WordPress vs. Drupal for content-rich publishing
WordPress 3.1.2 and Drupal 7 (our initial model information mashup publishing platforms) have the following common characteristics:
- They are both open-source projects with a large developer and user community.
- Both can be used to create a mashup on a single website that combines structured information about a product or subject (domain) with blog posts and other kinds of unstructured information.
- Both can be customized using theming and configuration to achieve almost any appearance or branding.
- Both can be instrumented so you can see which pages are being viewed and who your users are.
- Both platforms support remote blogging using XML-RPC, which is the technique we use to publish and update the DITA-based, structured content.
Note: The structured content on our sites was previously processed and published to the XHTML output target using the DITA Open Toolkit.
The following are characteristics, pros, and cons of using WordPress:
- It is easy to learn and maintain.
- Upgrades occur frequently and are generally quick and easy to install on a site.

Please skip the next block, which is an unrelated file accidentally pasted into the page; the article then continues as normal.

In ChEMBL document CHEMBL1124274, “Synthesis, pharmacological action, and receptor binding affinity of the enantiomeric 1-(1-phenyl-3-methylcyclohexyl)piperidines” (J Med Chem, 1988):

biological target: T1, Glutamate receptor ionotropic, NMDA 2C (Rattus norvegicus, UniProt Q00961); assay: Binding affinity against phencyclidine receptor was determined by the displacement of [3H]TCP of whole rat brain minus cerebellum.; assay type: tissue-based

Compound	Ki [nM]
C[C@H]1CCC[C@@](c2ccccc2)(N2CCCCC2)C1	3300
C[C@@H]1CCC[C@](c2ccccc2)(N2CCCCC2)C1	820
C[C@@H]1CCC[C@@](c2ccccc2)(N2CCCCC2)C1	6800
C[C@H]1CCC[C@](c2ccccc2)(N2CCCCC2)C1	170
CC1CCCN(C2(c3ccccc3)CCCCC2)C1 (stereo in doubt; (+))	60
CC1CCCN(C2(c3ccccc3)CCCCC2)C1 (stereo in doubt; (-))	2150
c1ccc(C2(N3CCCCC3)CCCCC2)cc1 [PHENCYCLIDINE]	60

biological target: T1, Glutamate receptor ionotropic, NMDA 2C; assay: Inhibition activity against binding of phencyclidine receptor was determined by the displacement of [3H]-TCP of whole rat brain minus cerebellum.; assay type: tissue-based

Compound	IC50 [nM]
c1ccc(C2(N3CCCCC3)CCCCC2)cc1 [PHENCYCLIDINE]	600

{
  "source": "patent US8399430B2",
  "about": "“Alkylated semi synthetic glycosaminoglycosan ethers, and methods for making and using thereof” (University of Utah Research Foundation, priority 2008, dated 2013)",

- It is mostly a blogging platform, suitable mostly for creating blog-type posts.
- WordPress has only two built-in content types: page and post, and it is not straightforward to define new content types. Neither default type is entirely suitable for publishing structured content. WordPress does not support tagging of pages. Posts can be tagged, but it is difficult to control visibility and placement. Without some custom programming, large numbers of pages cause problems since they get displayed by default in menus.
- WordPress styling needs to be modified to display XHTML content created by the DITA Open Toolkit: Its default choice of font size is generally too large for text-rich content.
The following are characteristics, pros, and cons of using Drupal:
- It has a steeper learning curve than WordPress, but once you learn it, it is more extensible and customizable.
- Drupal allows the definition of custom content types and taxonomies for tags. This provides a nice home for publishing DITA content with topic metadata. A better choice for the content type to be used for publishing might be book pages. More on that subject later!
- Drupal styling, using the default Drupal 7 Bartik theme, works well with DITA XHTML content.
- Once the DITA content has been published, it is possible to define database query views to display various subsets of the topics. Our "Query-by-tag" view is an example, although because of bugs in the Drupal 7 View mechanism, it doesn't always work right now.
- On the down side, Drupal releases are rather slow in coming and contributed modules and themes tend to lag behind releases of the Drupal core (or never get upgraded at all!) because the developers do not feel the need to maintain compatibility of interfaces from one release to the next.
At the moment, we favor Drupal as a better choice for DITA-based information mashups.